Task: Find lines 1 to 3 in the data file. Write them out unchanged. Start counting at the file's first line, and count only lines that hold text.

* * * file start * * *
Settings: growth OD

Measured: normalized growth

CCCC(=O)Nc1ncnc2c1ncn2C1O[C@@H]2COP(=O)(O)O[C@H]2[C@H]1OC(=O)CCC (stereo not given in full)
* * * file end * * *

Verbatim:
Settings: growth OD

Measured: normalized growth

CCCC(=O)Nc1ncnc2c1ncn2C1O[C@@H]2COP(=O)(O)O[C@H]2[C@H]1OC(=O)CCC (stereo not given in full)